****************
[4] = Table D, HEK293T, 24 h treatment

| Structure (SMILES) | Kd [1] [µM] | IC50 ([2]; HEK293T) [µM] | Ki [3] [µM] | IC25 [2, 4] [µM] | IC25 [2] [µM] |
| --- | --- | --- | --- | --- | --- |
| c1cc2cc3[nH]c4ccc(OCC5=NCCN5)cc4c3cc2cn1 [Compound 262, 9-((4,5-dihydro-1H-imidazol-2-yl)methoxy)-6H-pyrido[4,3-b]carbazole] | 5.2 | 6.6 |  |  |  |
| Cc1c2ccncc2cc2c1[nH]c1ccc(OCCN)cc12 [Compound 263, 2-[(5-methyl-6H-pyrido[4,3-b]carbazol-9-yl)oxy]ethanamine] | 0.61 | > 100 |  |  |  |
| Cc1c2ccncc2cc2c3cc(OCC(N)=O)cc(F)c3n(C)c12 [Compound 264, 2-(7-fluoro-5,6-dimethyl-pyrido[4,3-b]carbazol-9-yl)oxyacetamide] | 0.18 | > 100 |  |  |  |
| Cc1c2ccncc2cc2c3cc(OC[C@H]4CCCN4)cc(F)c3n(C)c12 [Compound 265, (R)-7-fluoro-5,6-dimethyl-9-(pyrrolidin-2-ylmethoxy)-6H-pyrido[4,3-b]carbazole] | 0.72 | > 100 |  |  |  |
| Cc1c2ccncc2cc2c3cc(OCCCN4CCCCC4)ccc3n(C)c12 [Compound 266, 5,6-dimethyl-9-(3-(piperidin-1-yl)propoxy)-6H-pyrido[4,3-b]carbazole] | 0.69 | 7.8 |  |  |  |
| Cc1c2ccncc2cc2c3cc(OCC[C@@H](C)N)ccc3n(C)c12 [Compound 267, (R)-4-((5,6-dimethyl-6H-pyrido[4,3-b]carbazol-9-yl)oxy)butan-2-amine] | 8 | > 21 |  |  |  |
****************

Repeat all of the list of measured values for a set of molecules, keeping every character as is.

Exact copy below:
[4] = Table D, HEK293T, 24 h treatment

| Structure (SMILES) | Kd [1] [µM] | IC50 ([2]; HEK293T) [µM] | Ki [3] [µM] | IC25 [2, 4] [µM] | IC25 [2] [µM] |
| --- | --- | --- | --- | --- | --- |
| c1cc2cc3[nH]c4ccc(OCC5=NCCN5)cc4c3cc2cn1 [Compound 262, 9-((4,5-dihydro-1H-imidazol-2-yl)methoxy)-6H-pyrido[4,3-b]carbazole] | 5.2 | 6.6 |  |  |  |
| Cc1c2ccncc2cc2c1[nH]c1ccc(OCCN)cc12 [Compound 263, 2-[(5-methyl-6H-pyrido[4,3-b]carbazol-9-yl)oxy]ethanamine] | 0.61 | > 100 |  |  |  |
| Cc1c2ccncc2cc2c3cc(OCC(N)=O)cc(F)c3n(C)c12 [Compound 264, 2-(7-fluoro-5,6-dimethyl-pyrido[4,3-b]carbazol-9-yl)oxyacetamide] | 0.18 | > 100 |  |  |  |
| Cc1c2ccncc2cc2c3cc(OC[C@H]4CCCN4)cc(F)c3n(C)c12 [Compound 265, (R)-7-fluoro-5,6-dimethyl-9-(pyrrolidin-2-ylmethoxy)-6H-pyrido[4,3-b]carbazole] | 0.72 | > 100 |  |  |  |
| Cc1c2ccncc2cc2c3cc(OCCCN4CCCCC4)ccc3n(C)c12 [Compound 266, 5,6-dimethyl-9-(3-(piperidin-1-yl)propoxy)-6H-pyrido[4,3-b]carbazole] | 0.69 | 7.8 |  |  |  |
| Cc1c2ccncc2cc2c3cc(OCC[C@@H](C)N)ccc3n(C)c12 [Compound 267, (R)-4-((5,6-dimethyl-6H-pyrido[4,3-b]carbazol-9-yl)oxy)butan-2-amine] | 8 | > 21 |  |  |  |